Experiments in Fluids

, Volume 50, Issue 4, pp 1123–1130

Application of the dynamic mode decomposition to experimental data

Research Article

DOI: 10.1007/s00348-010-0911-3

Cite this article as:
Schmid, P.J. Exp Fluids (2011) 50: 1123. doi:10.1007/s00348-010-0911-3


The dynamic mode decomposition (DMD) is a data-decomposition technique that allows the extraction of dynamically relevant flow features from time-resolved experimental (or numerical) data. It is based on a sequence of snapshots from measurements that are subsequently processed by an iterative Krylov technique. The eigenvalues and eigenvectors of a low-dimensional representation of an approximate inter-snapshot map then produce flow information that describes the dynamic processes contained in the data sequence. This decomposition technique applies equally to particle-image velocimetry data and image-based flow visualizations and is demonstrated on data from a numerical simulation of a flame based on a variable-density jet and on experimental data from a laminar axisymmetric water jet. In both cases, the dominant frequencies are detected and the associated spatial structures are identified.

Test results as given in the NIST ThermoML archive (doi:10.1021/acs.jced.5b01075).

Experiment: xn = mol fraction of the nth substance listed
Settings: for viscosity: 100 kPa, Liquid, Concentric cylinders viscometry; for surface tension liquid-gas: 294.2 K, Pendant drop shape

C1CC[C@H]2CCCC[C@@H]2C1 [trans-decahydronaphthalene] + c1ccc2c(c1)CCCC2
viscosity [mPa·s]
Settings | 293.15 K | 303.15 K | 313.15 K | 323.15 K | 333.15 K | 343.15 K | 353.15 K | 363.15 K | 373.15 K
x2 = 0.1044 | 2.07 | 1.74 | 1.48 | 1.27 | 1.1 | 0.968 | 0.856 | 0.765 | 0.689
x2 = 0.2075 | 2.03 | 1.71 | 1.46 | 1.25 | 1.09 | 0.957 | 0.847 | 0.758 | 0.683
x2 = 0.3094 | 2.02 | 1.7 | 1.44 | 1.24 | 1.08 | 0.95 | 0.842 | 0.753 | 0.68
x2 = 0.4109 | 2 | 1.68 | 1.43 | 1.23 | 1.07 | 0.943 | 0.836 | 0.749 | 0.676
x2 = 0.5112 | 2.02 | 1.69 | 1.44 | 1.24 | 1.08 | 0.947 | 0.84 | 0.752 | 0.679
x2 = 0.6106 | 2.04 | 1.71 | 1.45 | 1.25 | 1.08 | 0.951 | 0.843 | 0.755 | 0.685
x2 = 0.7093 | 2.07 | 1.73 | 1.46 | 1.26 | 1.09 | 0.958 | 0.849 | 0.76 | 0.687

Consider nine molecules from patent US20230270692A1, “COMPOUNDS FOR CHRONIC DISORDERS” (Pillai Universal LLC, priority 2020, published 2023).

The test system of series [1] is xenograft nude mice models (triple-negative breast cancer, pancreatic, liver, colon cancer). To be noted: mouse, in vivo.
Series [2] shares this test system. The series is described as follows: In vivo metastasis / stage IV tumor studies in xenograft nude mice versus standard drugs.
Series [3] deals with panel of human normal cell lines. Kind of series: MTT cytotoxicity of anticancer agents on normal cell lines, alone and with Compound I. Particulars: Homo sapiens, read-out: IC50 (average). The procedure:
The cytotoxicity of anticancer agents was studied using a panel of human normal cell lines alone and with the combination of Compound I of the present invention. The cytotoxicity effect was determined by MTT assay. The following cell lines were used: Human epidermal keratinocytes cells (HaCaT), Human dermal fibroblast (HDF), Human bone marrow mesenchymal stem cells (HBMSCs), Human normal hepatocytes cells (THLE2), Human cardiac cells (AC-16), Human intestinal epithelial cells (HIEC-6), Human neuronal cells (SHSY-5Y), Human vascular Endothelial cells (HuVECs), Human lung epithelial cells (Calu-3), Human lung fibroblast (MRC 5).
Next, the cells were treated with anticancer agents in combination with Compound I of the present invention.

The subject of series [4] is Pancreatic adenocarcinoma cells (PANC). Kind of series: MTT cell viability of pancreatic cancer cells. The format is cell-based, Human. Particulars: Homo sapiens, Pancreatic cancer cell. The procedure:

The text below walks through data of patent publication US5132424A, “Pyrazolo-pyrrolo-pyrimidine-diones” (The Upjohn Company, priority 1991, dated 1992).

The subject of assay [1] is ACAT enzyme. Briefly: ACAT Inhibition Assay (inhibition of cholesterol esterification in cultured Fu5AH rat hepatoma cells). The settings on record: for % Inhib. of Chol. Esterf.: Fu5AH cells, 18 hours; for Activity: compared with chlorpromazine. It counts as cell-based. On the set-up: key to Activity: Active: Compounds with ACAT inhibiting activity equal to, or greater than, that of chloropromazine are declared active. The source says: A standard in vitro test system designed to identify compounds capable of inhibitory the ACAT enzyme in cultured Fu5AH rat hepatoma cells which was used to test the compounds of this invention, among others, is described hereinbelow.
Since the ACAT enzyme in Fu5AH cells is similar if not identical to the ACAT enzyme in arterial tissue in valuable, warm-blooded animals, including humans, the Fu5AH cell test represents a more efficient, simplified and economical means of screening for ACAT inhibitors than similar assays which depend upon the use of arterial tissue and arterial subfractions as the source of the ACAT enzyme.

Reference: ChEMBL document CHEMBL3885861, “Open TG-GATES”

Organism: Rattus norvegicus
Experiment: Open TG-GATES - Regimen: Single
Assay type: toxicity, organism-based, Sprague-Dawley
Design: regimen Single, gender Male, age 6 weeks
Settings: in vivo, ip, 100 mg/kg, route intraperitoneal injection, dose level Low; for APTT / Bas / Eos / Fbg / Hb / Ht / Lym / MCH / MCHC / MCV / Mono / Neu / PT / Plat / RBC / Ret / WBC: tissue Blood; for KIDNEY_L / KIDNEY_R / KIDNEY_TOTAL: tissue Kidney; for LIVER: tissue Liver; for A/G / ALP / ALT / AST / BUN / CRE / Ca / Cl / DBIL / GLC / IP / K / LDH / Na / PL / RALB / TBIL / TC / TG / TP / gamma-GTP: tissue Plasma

Copyright information

© Springer-Verlag 2011

Authors and Affiliations

  1. 1.Laboratoire d’Hydrodynamique (LadHyX)Ecole PolytechniquePalaiseauFrance

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